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Source: Tokyo Kantei (NLA is less than 30㎡), CBRE Research, February 2021

Japan’s multifamily sector was traditionally confined to domestic owner-operators, who would develop buildings and then operate them. As investment capital flowed into Japan’s commercial real estate investment market, investors seeking stable income streams began to consider multifamily as a viable investible asset class. This led to investors such as J-REITs buying entire portfolios comprising 10 or more multifamily buildings while retaining the previous owner-occupiers as managers. Foreign buyers subsequently began expressing an interest in the sector, with overseas capital rising steadily in recent years, reaching US$4.9 billion, or 72% of investment volume, in 2020.

With multifamily yield having tightened in Tokyo, investors are now considering regional cities offering higher returns, such as Osaka and Fukuoka. Despite Japan’s population continuing on an overall downward trend, net population inflows in in the Tokyo 23 Wards and satellite cities adjacent to Tokyo including Kawasaki and Saitama continue to provide attractive opportunities for investors.

Growing Interest in Build-to-Rent in Australia

Multifamily as an asset class is gaining ground in Australia, predominantly in Melbourne and Sydney. The typical format is for around 400 dwellings per development, ranging from mid- to high-rise. While most properties are located in the city or city fringes areas or high-density satellite locations, future developments will be announced, and opportunities will arise in middle ring suburbs.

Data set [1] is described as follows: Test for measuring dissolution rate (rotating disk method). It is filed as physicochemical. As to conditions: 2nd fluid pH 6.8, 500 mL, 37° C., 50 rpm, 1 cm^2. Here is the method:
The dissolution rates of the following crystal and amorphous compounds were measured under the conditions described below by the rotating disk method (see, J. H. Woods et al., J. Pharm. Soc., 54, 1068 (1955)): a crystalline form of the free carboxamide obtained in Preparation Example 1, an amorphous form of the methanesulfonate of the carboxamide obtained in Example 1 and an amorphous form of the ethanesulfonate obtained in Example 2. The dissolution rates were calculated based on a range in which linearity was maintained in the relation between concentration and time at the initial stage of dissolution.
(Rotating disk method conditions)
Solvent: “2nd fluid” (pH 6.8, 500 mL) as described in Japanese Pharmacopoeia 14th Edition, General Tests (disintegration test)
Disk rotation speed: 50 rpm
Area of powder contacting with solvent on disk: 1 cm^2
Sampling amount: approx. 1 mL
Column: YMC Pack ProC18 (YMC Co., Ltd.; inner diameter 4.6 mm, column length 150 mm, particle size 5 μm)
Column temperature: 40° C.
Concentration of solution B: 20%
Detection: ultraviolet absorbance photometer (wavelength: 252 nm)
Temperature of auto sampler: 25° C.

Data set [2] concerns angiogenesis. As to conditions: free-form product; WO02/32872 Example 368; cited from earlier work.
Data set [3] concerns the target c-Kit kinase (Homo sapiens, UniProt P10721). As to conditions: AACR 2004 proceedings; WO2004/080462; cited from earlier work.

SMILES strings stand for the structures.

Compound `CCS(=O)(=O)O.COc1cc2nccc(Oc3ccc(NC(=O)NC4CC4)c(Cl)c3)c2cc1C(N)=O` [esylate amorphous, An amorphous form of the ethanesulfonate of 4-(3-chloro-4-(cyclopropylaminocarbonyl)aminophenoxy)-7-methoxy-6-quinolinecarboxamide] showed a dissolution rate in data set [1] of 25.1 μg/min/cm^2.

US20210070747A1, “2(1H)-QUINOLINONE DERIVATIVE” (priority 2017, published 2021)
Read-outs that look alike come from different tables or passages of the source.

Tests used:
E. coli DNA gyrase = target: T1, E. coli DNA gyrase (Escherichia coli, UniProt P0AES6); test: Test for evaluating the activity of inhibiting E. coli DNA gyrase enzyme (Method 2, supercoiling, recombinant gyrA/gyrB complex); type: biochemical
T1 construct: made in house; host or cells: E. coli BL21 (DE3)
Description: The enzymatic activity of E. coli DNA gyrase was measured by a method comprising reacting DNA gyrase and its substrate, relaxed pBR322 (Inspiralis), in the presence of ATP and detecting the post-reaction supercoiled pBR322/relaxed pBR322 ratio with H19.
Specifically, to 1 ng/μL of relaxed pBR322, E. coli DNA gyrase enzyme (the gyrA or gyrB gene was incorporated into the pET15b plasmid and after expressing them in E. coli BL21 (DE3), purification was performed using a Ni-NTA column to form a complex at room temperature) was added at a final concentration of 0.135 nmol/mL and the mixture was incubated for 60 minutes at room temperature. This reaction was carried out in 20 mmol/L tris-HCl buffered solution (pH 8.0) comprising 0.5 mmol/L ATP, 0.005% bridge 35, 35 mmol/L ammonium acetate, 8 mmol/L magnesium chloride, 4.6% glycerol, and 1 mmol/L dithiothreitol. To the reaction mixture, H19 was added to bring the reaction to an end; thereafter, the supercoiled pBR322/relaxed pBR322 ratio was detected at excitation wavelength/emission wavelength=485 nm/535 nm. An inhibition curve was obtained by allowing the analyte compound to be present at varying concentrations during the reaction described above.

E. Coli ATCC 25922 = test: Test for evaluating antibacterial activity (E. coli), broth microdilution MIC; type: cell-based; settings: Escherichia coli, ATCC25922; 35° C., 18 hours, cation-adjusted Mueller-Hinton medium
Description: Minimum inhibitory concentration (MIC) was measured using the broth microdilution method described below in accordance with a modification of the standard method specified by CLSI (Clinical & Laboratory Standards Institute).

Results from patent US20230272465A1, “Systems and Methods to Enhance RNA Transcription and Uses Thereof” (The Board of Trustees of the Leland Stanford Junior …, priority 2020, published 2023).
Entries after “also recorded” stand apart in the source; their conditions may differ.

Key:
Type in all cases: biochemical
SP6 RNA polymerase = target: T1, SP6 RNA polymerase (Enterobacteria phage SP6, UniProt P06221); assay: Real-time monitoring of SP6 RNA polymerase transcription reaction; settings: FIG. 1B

Growth is being driven by the weight of institutional capital seeking low risk stable returns coupled with the country’s expanding population of renters, lifestyle changes, constrained dwelling supply, a decline in housing affordability and existing mediocre quality rental accommodation.

Initial interest in Melbourne and Sydney resulted in a significant pipeline in the former owing to its relatively high availability of suitable land and lower land costs compared to the latter.  Victoria will account for the bulk of new build-to-rent residential supply over the next five years, with New South Wales and Queensland the other main sources of new stock.

Figure 5: New Supply of Build-to-Rent Projects by State

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Source: CBRE Valuations & Research, June 2021

Although there has been positive activity in Australia’s build-to-rent sector, challenges remain around taxes on land value, Goods and Services Tax (GST), Managed Investment Trust (MIT) withholding tax and foreign ownership surcharges. These factors weaken returns and erode profit margins, resulting in some build-to-rent projects failing to hit investors’ return targets.

However, recent moves by New South Wales to reduce land tax by 50%, subject to several conditions, and proposals by Victoria for a similar initiative, will provide savings. A potential change for multifamily assets to a Commercial Residential Premises classification—similar to serviced apartments, purpose-built student housing and hotels—could allow for a more favourable and level playing field for treatment of GST for developers and Managed Investment Trust (MIT) withholding tax for foreign investors.

Foreign investors have been active in providing project financing for or taking equity stakes in multifamily developments, particularly those with international exposure and experience. CBRE expects credit to emerge as a viable investment channel for foreign investors initially, as by pursuing this route they will not be subject to the MIT.

Mainland China Offers Potential

Mainland China’s multifamily sector remains small as developers overwhelming prefer the build-to-sell model. However, its population of 1.4 billion, accelerating rate of urbanisation, and rapidly falling housing affordability have placed it on domestic and overseas multifamily investors’ radar.